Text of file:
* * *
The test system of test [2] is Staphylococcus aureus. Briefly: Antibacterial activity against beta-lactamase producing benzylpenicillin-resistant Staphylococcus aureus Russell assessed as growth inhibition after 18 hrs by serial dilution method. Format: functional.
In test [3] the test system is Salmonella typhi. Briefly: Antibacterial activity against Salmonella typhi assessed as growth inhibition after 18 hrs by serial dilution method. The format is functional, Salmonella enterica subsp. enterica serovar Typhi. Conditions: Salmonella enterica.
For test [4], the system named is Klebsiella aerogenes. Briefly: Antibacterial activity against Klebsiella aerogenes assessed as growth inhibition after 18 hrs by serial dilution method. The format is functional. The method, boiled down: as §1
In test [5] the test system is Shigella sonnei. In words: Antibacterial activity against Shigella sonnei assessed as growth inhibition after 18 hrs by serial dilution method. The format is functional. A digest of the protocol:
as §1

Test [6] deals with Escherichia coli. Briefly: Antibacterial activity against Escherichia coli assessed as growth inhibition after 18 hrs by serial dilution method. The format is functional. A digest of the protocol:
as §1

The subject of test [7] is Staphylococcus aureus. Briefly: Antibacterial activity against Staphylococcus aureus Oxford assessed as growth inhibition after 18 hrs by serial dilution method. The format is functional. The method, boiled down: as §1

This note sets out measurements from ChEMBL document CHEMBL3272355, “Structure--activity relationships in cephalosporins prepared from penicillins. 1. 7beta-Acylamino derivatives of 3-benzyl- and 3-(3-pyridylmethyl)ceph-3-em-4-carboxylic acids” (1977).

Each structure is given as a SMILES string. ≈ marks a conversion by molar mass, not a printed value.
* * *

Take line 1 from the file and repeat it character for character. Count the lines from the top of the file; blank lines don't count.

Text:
The test system of test [2] is Staphylococcus aureus. Briefly: Antibacterial activity against beta-lactamase producing benzylpenicillin-resistant Staphylococcus aureus Russell assessed as growth inhibition after 18 hrs by serial dilution method. Format: functional.